What if I told you about a crazy simple cover letter trick you can use to snag job interviews practically overnight?
Would you be interested in knowing what it is? Or are you sick of using all the misfiring tips ‘n tricks so-called experts tell you to do that bring no results?
I don’t blame you…there’s a lot of garbage out there…but listen up. This works, I’ve proven it over and over…and it’s such an easy thing to do.
Find the names of the hiring managers at the companies you are applying to. Really and truly…it’s that simple and it works.
Here’s why. In the game of job search, applicants who get their resume in front of the hiring manager sooner rather than later are usually the ones shortlisted for interview.
What I mean by “sooner rather than later” is, getting your resume into and through the ATS fast.
You’re resume has about an 85% chance of being subjected to an ATS.
The ATS is programmed to pick up on certain keywords and phrases, largely those used in the job posting.
But the people who program the ATS use all kinds of criteria to filter resumes, like telling the ATS that cover letters containing the name of the hiring manager should get shot right into the “Best Candidates” Review Folder.
And that means, those resumes get seen by the hiring decision-maker sooner rather than later.
Now, bear in mind, your cover letter and resume still have to be phenomenal to get you selected for an interview.
Putting the hiring manager’s name on your cover letter might catapult it into the “review first” folder, but ultimately, it needs to be outstanding to get a slot in the “interview pile”.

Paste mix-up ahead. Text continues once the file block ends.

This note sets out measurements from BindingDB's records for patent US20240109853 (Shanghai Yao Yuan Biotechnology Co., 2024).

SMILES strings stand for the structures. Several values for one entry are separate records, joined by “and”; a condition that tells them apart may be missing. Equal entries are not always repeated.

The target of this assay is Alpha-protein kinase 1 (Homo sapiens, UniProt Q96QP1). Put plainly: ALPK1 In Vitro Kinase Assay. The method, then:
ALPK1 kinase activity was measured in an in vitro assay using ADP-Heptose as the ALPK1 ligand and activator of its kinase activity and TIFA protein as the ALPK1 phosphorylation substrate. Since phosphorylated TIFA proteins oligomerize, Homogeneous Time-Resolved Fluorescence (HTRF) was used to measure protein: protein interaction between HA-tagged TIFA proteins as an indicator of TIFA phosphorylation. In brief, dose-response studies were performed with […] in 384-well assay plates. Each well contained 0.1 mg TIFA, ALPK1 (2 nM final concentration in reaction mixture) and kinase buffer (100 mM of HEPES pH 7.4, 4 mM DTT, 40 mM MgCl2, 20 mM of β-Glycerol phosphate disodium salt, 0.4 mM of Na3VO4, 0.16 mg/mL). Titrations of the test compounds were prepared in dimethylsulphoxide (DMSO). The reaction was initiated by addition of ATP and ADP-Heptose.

If you can get on the hiring manager’s radar early…grab his or her attention and show them quickly how incredibly well-matched you are for the role, you make their job easier and stack the cards in your favor.
Starting out with a “Dear Mr. Williams” is an easy and highly-effective first step to making that happen.
So, the question is: How do you find the names of the hiring managers you want to get your resumes in front of?
And, once you do find their names, how do you get your resume into their interview pile?
Don’t know where to start? Don’t worry…I gotcha covered.
Do a Company and Employee Search on LinkedIn
This is a great way to discover who the hiring person is. Simply head over to LinkedIn and, in the search box, enter the company name.
Once you’re on the company’s LinkedIn page, you’ll see a link to “Employees”. Other than Location, LinkedIn doesn’t give much in the way of filtering options, so you’ll just have to scroll until you find people in the appropriate department.
Then, of course, narrow it down even farther by looking for the specific person you think would be the hiring decision-maker for that department.
Here’s a hot tip: Check the job posting. Often, the job posting will name of the role of the person who will probably be doing the hiring for the position you’re applying for.
For example, somewhere near the top of the job posting, it might say something like: “Reporting to the Senior Maintenance Supervisor, the Maintenance Technician will blah, blah, blah.”
That makes your job much easier…just scroll the company’s employees until you find the Senior Maintenance Supervisor, and Bob’s your uncle.
When the job posting doesn’t give you a good indication of who the hiring manager is, you’ll just have to scroll to find the person you think might be the hiring manager.
Read their profile and current role. When you find the guy or gal you think is the hiring manager for the department you’re applying to work in, phone the company’s front desk and ask if that indeed is the right person.
Others may tell you to reach out to the actual hiring person via a LinkedIn message. I say don’t.
Remember…you are only looking for the name of the hiring manager so you can address that person in your cover letter.
You’re not looking to introduce yourself to him or her, or to let them know you’re sending in your resume.
Calling the front desk lets you be sure the person you think is the right person is the right person.